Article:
My notes on Paris

 

WHEN IN PARIS (1)

In making a conscious effort to share more useful travel advice & info, I began keeping a travel journal. For our recent road trip around Europe, I tried to jot down lessons & words I had learned from each city we visited. It’s more like the scribblings of a mad woman than a journal per say. I wish I was more methodical but in all honesty, I get pretty wrapped up in vacation time, given the chance, so I don’t like to revert to my usual day-to-day self on these trips. Usually I like routines & meeting goals but, not on vacation. On vacation, I like only having to relax & enjoy. So, my “journal” is a mess of thoughts, sometimes single words or fragments that only I could make sense of, quickly scribbled down while riding in the car. Here are my journal thoughts from Paris:

  1. Parisian women got that style:

Everywhere I looked I was surrounded by beautiful women with amazing shoes & stylishly messy hair. They all looked like artists & designers or the people who work for artists & designers. I was particularly inspired by a girl I chatted with briefly on the MRT. She had on light pink mary jane heels, sandy blonde hair pulled up into a frizzy, teased mess of a pony tail & red stained lips. She was just headed home from work so that was basically her Tuesday look. My Tuesday look in Singapore is wet hair, because why bother in this humidity, flip flops & the lightest, softest clothes I can sweat on. I wanted to be her.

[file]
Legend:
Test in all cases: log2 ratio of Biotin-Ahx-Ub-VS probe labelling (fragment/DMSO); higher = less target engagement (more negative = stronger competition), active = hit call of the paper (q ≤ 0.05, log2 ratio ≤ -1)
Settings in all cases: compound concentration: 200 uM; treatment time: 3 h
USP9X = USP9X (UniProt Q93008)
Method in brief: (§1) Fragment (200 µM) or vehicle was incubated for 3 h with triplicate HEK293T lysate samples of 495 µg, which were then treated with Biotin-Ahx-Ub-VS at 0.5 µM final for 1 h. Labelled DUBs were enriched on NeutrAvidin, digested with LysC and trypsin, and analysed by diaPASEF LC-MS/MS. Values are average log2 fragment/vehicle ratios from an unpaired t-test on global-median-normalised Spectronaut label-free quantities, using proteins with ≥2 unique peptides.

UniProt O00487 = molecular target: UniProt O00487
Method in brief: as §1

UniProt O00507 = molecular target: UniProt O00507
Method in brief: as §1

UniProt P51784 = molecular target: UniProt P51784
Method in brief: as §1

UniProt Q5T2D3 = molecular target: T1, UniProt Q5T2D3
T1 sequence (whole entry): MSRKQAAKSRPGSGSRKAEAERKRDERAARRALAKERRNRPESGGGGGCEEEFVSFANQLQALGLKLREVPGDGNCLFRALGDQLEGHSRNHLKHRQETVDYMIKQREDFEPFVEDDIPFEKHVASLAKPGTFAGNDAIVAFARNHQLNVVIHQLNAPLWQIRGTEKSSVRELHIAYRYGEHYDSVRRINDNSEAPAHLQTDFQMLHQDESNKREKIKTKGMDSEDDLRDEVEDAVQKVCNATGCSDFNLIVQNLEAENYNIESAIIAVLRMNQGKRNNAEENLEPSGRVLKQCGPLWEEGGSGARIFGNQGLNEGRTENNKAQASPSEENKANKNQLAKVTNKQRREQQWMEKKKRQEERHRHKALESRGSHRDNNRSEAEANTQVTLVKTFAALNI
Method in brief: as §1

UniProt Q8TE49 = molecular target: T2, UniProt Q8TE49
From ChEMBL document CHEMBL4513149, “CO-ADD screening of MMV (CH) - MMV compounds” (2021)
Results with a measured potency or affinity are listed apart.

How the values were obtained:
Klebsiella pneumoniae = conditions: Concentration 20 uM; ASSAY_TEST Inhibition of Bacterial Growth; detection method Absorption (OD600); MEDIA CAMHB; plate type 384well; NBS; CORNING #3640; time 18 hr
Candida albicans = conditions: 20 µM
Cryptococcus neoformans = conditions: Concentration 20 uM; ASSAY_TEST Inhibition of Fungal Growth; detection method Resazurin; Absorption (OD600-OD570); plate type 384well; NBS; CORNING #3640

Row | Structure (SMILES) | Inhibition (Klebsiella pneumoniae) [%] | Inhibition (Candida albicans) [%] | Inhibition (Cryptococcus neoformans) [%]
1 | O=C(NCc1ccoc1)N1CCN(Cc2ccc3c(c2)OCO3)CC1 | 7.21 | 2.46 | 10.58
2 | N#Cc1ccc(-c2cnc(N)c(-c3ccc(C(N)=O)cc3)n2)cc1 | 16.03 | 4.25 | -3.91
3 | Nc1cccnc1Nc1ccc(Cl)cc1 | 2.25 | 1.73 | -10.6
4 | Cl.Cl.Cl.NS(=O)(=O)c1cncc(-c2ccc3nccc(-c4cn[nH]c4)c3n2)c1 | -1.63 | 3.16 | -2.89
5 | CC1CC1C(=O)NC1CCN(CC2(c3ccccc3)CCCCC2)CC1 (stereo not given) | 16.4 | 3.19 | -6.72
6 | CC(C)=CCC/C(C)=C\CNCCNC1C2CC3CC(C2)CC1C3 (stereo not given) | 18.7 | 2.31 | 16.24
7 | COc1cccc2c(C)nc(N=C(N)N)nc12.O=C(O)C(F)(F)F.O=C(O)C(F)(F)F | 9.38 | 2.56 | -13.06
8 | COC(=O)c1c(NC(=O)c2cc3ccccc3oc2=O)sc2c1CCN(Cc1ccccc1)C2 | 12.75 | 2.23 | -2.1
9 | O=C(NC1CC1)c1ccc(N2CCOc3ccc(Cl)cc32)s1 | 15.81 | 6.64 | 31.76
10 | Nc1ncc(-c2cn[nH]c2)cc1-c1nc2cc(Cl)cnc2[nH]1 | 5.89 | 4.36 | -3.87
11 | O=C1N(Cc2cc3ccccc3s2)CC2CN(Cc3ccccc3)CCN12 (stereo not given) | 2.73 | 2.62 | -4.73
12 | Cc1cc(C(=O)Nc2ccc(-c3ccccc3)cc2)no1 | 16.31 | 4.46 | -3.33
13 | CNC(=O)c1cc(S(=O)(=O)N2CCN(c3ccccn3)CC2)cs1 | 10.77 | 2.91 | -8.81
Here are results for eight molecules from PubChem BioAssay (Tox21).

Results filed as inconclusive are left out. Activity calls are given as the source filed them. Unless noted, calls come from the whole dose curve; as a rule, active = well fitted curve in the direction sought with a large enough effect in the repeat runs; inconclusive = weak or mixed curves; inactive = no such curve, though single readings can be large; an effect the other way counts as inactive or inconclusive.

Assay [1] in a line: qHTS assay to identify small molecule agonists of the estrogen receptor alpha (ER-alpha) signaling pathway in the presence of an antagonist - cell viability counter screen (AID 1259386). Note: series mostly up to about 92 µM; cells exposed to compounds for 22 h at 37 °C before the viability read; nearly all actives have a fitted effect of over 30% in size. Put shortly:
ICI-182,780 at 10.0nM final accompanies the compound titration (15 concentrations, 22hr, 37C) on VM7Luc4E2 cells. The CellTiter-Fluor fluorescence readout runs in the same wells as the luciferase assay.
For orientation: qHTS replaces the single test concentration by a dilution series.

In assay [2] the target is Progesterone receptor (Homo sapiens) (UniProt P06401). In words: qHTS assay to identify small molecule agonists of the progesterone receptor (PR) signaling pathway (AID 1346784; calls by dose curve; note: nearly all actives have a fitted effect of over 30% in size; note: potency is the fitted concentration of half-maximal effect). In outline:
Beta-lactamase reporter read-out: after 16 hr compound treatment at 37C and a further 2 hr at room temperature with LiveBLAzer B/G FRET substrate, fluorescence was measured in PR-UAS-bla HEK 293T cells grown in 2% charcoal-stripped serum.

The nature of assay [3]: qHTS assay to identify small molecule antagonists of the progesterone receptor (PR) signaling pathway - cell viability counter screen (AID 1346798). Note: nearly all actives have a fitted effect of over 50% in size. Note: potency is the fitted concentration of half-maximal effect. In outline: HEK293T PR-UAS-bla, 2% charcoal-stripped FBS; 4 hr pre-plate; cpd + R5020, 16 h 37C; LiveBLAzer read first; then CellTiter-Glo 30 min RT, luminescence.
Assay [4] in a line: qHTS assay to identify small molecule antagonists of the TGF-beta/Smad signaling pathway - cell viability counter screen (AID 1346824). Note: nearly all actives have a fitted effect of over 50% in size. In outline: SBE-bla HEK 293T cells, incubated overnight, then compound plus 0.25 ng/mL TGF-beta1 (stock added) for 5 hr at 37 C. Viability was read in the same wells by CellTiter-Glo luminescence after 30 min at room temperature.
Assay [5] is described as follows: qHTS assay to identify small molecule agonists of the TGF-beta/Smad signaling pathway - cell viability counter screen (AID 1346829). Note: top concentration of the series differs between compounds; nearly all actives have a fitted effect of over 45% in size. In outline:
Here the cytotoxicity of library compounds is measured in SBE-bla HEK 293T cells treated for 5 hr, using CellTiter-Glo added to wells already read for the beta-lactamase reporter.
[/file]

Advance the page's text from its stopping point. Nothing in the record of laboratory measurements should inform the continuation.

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2. Parisians are victim of a stereotype that I didn’t find to be true, at all.

I was told time & again that when travelling in Paris, be aware that locals will be rude & pretty much hate hearing my attempts at French. I didn’t experience this once. Well maybe once, but I would have laughed at me, too. I ordered pate as my entree, not knowing what I was ordering. The waitress laughed while watching me push it away after only two bites & teased me about it a bit. Pate is not a dish you ever need to eat more than two bites of at a time. I would have had a go at me, too.